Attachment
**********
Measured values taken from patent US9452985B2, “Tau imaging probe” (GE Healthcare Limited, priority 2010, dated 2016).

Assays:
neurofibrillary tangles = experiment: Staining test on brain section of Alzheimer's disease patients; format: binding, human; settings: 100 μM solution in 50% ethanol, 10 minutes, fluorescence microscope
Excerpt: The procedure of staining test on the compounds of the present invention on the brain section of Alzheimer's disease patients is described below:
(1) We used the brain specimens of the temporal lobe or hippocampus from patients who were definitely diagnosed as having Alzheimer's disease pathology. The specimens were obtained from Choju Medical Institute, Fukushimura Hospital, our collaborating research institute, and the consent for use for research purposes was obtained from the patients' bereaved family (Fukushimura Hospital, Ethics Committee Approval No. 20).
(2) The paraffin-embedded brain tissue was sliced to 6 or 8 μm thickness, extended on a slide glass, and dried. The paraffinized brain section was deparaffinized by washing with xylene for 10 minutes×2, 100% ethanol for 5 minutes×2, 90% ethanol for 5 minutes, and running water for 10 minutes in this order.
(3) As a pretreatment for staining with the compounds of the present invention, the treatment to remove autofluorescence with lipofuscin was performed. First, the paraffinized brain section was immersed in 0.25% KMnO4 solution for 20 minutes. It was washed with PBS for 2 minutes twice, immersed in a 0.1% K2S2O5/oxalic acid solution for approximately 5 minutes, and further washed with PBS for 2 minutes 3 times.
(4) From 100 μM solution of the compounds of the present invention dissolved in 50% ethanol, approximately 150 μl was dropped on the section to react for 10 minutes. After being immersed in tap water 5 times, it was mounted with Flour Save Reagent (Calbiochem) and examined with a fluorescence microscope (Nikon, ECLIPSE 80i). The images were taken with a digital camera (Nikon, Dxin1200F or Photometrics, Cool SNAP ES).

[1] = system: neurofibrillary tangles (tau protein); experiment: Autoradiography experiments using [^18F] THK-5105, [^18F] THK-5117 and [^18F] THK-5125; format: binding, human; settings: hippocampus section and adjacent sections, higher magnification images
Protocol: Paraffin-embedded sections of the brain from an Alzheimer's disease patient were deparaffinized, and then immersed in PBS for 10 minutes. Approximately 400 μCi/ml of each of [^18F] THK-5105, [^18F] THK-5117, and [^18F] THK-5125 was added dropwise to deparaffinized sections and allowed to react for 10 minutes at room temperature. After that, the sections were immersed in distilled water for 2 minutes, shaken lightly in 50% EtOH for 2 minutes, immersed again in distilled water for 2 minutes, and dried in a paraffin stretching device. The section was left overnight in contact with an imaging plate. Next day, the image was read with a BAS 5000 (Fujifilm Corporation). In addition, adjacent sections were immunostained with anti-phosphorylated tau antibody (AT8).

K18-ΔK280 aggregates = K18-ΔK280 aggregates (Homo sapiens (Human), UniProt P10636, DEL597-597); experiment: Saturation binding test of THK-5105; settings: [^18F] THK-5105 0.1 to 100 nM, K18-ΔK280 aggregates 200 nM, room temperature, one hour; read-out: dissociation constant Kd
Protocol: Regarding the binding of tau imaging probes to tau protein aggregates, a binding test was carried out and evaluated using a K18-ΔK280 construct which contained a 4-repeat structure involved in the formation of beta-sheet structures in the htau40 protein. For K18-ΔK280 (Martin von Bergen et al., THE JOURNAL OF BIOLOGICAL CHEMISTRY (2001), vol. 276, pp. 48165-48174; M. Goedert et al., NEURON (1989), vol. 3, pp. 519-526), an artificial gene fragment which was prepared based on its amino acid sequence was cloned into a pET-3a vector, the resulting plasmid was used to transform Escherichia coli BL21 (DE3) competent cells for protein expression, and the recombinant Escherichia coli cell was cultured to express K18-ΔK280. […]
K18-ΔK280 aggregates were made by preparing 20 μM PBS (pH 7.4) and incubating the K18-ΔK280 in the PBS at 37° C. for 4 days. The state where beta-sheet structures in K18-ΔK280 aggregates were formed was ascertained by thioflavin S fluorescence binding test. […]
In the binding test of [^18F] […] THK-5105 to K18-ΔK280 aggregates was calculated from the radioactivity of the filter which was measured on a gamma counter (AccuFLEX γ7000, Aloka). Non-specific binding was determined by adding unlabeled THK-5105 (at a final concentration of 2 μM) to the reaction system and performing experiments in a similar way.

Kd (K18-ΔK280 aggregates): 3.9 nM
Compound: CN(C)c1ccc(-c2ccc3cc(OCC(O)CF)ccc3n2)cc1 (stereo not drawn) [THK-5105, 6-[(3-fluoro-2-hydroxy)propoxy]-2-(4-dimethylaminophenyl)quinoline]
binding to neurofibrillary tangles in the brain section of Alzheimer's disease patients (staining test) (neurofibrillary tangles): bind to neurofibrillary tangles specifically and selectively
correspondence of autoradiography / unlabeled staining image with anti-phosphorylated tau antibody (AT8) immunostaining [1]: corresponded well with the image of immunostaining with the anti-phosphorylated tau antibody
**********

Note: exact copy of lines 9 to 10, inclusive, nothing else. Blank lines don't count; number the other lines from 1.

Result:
[1] = system: neurofibrillary tangles (tau protein); experiment: Autoradiography experiments using [^18F] THK-5105, [^18F] THK-5117 and [^18F] THK-5125; format: binding, human; settings: hippocampus section and adjacent sections, higher magnification images
Protocol: Paraffin-embedded sections of the brain from an Alzheimer's disease patient were deparaffinized, and then immersed in PBS for 10 minutes. Approximately 400 μCi/ml of each of [^18F] THK-5105, [^18F] THK-5117, and [^18F] THK-5125 was added dropwise to deparaffinized sections and allowed to react for 10 minutes at room temperature. After that, the sections were immersed in distilled water for 2 minutes, shaken lightly in 50% EtOH for 2 minutes, immersed again in distilled water for 2 minutes, and dried in a paraffin stretching device. The section was left overnight in contact with an imaging plate. Next day, the image was read with a BAS 5000 (Fujifilm Corporation). In addition, adjacent sections were immunostained with anti-phosphorylated tau antibody (AT8).